04.25.2017 | posted 4 months, 27 days ago
Seven Must See Films at the 2017 Tribeca Film Festival
The Tribeca Film Festival enters its 16th edition this year with the largest cultural offering since its conception. Feature films, documentaries, short films, and narrative with actors, directors and producers will assemble around the city from April 19thuntil April 30th. The festival closes with back to back screenings of The Godfather Part I and The Godfather Part II. See below for our picks of what not to miss during New York’s most celebrated film festival.
1. The Death and Life of Marsha P. Johnson, is a documentary by Academy Award nominee, David France. The film documents an investigation of mysterious death of Marsha P. Johnson, a self-described “street queen”. Johnson was one of the first black transgender activists at the forefront of the modern gay civil rights movement.
2. The world premiere of Can’t Stop, Won’t Stop: The Bad Boy Story, directed by Daniel Kaufman, is a behind the scenes look at the Bad Boy family and Puff Daddy’s frantic three-week attempt to reunite the family. The documentary follows the artist as he attempts to bring together some of biggest artists from Bad Boy’s history, including Notorious B.I.G., Faith Evans, Total, Ma$e, and Lil’ Kim.
3. Tribeca Film Festival’s International Narrative Competition attracted submissions by 30 countries from four continents. Of this year’s films, November, directed and written by Rainer Sarnet, addresses the harsh, cold landscape of 19th century Estonia. Sarnet paints a picture of a pagan, black and white world—werewolves, spirits and mythological farm hands populate this world— and search for meaning in their environments and within themselves.
4. Spotlight Narratives are the launchpad for the most anticipated independent films in this year’s festival. Among them is The Dinner, written and directed by Oren Moverman and staring Richard Gere, Laura Linney, Steve Coogan and Rebecca Hall. The film is an adaptation of the Herman Koch bestseller, and tells the story of an offloading of family secrets during a dinner party.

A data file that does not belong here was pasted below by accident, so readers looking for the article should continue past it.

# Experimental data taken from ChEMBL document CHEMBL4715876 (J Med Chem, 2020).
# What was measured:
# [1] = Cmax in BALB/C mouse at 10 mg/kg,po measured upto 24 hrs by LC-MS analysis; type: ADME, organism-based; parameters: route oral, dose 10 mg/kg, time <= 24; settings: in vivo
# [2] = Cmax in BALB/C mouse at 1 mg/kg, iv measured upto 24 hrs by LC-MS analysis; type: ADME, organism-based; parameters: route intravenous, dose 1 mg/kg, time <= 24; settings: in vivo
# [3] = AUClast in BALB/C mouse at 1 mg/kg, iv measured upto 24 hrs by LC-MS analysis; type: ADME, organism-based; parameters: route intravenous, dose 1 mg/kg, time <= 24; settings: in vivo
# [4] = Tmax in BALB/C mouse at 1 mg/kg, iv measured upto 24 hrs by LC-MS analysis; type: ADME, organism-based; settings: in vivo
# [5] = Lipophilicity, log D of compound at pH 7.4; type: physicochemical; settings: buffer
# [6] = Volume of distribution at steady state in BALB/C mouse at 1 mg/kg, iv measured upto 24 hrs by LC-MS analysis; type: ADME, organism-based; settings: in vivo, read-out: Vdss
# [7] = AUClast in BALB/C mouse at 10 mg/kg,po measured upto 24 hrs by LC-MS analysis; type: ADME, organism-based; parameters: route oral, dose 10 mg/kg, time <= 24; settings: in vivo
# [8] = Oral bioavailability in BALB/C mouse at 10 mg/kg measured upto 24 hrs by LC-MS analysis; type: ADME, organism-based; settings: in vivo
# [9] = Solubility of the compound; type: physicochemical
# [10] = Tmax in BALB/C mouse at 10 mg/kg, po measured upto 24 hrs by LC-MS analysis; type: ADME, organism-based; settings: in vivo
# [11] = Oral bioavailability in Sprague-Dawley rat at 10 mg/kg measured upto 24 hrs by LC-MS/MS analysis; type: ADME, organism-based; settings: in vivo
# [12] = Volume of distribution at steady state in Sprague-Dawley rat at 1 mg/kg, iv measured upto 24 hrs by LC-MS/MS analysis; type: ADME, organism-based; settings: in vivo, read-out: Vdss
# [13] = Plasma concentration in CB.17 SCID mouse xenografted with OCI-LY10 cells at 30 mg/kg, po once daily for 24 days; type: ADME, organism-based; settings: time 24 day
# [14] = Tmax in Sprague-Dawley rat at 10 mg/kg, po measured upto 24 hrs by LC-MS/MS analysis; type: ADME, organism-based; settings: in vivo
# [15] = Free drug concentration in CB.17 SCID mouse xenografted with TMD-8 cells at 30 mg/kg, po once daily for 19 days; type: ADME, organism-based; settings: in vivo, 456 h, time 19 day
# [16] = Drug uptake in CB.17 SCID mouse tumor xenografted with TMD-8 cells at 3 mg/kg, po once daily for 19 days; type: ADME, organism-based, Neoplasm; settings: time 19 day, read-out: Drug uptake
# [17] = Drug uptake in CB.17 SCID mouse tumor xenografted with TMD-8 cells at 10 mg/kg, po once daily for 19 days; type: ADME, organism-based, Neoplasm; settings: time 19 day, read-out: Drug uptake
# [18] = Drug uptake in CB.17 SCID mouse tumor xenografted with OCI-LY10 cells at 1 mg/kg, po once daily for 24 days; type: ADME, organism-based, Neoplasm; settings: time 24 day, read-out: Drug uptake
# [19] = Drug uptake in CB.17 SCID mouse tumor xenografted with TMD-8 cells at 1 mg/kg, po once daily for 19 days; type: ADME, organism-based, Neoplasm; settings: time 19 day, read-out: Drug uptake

5. In the Short Films category, The Good Fight and For Flint are garnering the praise of critics. In The Good Flight, directed and written by Ben Holman, Alan Duarte attempts to battle the gun violence in Rio de Janeiro’s favelas by opening up a boxing gym. Brian Schulz wrote and directed, For Flint, a film portraying the steadfast citizens of Flint, Michigan in the wake of calls for a federal emergency about the area’s unsafe drinking water.
6. Late night audiences will fancy Midnight, the festival’s series of six late evening psychological thriller, horror, sci-fi, and cult cinema films. Super Dark Times, directed by Kevin Phillips, and written by Ben Collins and Luke Piotrowski, explores teenage friends, Josh and Zach, as they manage through a gruesome accident and cover-up that leads the pair through escalating acts of intense paranoia and violence.
7. The festival’s Viewpoints category encompasses American and international films, first time film makers and Oscar nominees hybrid work of documentaries and narratives. The festival highlights bold directorial visions, innovative style and underrepresented perspectives. The Family I Had, is directed by Katie Green and Carlye Rubin, and written by Tina Grapenthin, Katie Green and Carlye Rubin. In this documentary, a mother remembers how her teenage son destroyed their peaceful family. The limits of family love and true crime exploration are some of themes that play out in this much anticipated documentary.
By Rocky Casale